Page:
In January, after several months of not taking a weekly yoga class, I started again, in a different space, with a different teacher.
One of the great benefits of taking a break and changing routines is that everything looks fresh, and emotions you’d forgotten come back to the surface, ripe for examination.
Somewhat to my horror, the first thing that rippled the waters was that old sea snake, competition. I watched myself wanting to know how other people in the room were doing with the poses, silently clucking at someone else’s misalignment, and hearing the familiar urgent questions: Better than me? Worse than me?
With them came a feeling of isolation, seeping in at the bottom of my consciousness and starting to rise.
In the past, I would give myself a quick mental wake-up slap. I’d say: “don’t compare,” and switch my attention back to the pose. This strategy works for as long it takes my mind to forget the instruction – somewhere between 30 seconds and five minutes.
That day, I stumbled on something much more effective. I suddenly realized that I had just caught the I-maker, (in Sanskrit ahamkara), at work. And in the moment of thinking, “ahamkara!” the tightness dissolved and something expansive gradually replaced it. I became keenly aware of the truth of the room – one life, fragmented into separate bodies. The sea snake was gone, without leaving a wake.
I sent a bouquet of gratitude to Birjoo Mehta, the extraordinary Iyengar teacher from Mumbai, whose explanation of the yogic idea of the mind is the clearest I’ve ever encountered.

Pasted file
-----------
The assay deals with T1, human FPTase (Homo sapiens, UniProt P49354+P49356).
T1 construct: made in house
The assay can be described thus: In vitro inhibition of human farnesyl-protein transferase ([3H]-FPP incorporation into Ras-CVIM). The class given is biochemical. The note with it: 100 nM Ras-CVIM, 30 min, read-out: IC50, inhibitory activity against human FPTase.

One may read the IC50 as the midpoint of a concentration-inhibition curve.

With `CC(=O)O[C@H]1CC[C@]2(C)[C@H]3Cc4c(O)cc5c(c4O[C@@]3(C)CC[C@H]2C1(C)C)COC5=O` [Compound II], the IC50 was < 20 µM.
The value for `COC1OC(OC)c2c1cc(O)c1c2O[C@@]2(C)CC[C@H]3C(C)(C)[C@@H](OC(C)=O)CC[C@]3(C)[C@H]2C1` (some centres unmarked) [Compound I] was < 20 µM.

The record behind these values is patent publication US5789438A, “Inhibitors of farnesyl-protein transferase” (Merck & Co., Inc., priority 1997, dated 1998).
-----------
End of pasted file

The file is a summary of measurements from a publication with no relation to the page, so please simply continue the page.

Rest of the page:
Yoga philosphy, Birjoo told us in a Vancouver workshop last April, divides the mind into three parts. Manas, the sensory input device, takes information from the senses and delivers it to buddhi, intelligence.
Intelligence decides what to do with the sensory input, what meaning it has. Ahamkara, usually translated as ego, spends its time saying “me” or “not me” to whatever the mind encounters.
Countless decisions on the part of the I-maker accumulate to create the sense of a coherent self, enduring over time: I like birds. I like walking. I don’t like fusion jazz.
Ego is a charged word, often negative. But there is nothing wrong with the I-maker. It’s a necessary part of our minds. We couldn’t function without it.
But if we don’t know how it works, or that it even exists, the I-maker can go into overdrive. When it does, the result is alienation. We might feel inferior, or superior, but the result is always the same: suffering and an increase in ignorance (avidya). (In his supremely lucid translation of The Yoga Sutra of Patanjali, Chip Hartranft calls it “not seeing things as they are.”)
Just being aware of the I-maker can be enough to rein it back to healthy levels, especially given that yoga philosophy teaches that all of us, body, mind, emotions, along with all other beings and the inanimate world, are made of the same substance, prakriti.
Benefits: Practice noting when the I-maker is at work and you will find yourself less prey to an uncomfortable sense of isolation, no matter where you are or what you’re doing.
Sequence: Invaluable in class as a way of turning your awareness back to your own work. Just as useful in awkward social situations, where it allows you to relax and feel connection instead of separation.
Ouch: Resist the tendency to scold. Just note the I-maker at work. Whenever you catch yourself being caught up in ahamkara, try yoga teacher Judith Hanson Lasater’s suggestion and say: “how very human of me.”
Sanskrit corner: Say Ah-hum-KAR-ra. Aham means I. Kara means maker.